Tag: raid

Citrix Xenserver Raid (Fakeraid/software raid)

by on Sep.14, 2009, under Virtualization

Xenserver doesn’t “really” support fakeraid or software raid.

Fakeraid is that of an onboard or bios type raid. All the processing is done by your CPU and is similar to software raid in that regard. But software raid is handled by the Kernel or OS.

A hardware RAID card is expensive (~$400 additional cost to a system), and is typically proprietary in the way it writes data. So if it does happen to fail, you may be SOL when replacing with a different card – or quite often the same card with a slight variation in the firmware.

These days I would say software raid is comparable in performance to hardware, but can more easily be patched or moved across different systems.

While I would like to use software raid on my xenserver installation (And it is “possible”), it’s just a little bit too much patching/hacking to get working… And there is a bit of uncertainty to what happens when the host is updated to a more recent xenserver version.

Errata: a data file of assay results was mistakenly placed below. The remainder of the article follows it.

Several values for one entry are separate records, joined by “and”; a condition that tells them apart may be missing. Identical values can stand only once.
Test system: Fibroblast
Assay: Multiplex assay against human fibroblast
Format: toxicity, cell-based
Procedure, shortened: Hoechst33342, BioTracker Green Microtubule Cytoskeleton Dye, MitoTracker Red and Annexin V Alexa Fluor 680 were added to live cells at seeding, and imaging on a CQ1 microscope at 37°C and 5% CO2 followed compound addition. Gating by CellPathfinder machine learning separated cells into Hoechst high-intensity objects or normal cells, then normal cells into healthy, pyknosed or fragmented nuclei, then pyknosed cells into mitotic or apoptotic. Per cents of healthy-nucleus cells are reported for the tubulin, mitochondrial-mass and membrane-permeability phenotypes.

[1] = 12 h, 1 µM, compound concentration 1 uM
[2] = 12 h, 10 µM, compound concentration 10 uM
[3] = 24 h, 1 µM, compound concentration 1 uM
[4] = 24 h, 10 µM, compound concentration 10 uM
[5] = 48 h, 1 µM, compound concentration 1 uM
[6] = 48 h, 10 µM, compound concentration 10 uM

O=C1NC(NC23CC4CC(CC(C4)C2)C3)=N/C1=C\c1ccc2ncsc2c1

Now fakeraid is “semi-supported” on a xenserver installation… meaning you can fake raid a storage repository, but not the entire host. You’ll be better off with some raid than no raid.

You’ll need a minimum of three (3) hard drives for a fakeraid on xenserver. (one will be used to install the host, and the others will be raided for VM storage). So we’re limited to a point of failure of the host hard disk… meaning at worst if that fails you should still be able to access/restore VM’s on another xenserver (or re-install the host on a new HD and still have access to the raided storage when you add it again).

On this installation I’ll be using a 200GB drive for the host. (And may use this drive to store ISO’s and other misc files). And all my virtual machine data will be on the raided drives.